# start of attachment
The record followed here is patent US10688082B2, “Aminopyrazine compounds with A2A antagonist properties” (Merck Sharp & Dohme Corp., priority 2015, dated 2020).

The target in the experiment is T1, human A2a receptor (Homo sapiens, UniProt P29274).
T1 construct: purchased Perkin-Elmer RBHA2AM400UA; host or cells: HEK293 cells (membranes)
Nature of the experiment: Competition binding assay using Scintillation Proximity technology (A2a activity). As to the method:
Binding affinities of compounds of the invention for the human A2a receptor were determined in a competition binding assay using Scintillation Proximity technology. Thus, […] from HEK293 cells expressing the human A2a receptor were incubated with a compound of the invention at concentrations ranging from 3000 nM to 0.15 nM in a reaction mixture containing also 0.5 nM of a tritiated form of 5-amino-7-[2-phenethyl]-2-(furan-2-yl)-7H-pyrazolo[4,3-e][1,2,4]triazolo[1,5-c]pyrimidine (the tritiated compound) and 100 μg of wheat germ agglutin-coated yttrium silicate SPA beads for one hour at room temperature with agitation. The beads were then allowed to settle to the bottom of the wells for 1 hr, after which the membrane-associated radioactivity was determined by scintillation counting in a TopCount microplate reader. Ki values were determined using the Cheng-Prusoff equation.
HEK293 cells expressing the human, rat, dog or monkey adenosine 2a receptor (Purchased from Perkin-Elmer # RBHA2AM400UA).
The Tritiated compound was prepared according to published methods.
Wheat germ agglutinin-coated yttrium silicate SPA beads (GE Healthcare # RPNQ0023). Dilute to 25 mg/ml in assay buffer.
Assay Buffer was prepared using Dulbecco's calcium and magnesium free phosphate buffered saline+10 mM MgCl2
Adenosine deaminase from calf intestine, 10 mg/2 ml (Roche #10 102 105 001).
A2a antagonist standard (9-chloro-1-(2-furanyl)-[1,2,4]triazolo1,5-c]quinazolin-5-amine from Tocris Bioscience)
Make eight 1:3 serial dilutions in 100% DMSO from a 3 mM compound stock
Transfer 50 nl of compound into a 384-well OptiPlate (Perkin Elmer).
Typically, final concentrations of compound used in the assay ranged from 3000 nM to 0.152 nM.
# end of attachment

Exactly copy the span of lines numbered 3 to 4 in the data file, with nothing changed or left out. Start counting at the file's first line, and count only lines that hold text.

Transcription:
T1 construct: purchased Perkin-Elmer RBHA2AM400UA; host or cells: HEK293 cells (membranes)
Nature of the experiment: Competition binding assay using Scintillation Proximity technology (A2a activity). As to the method: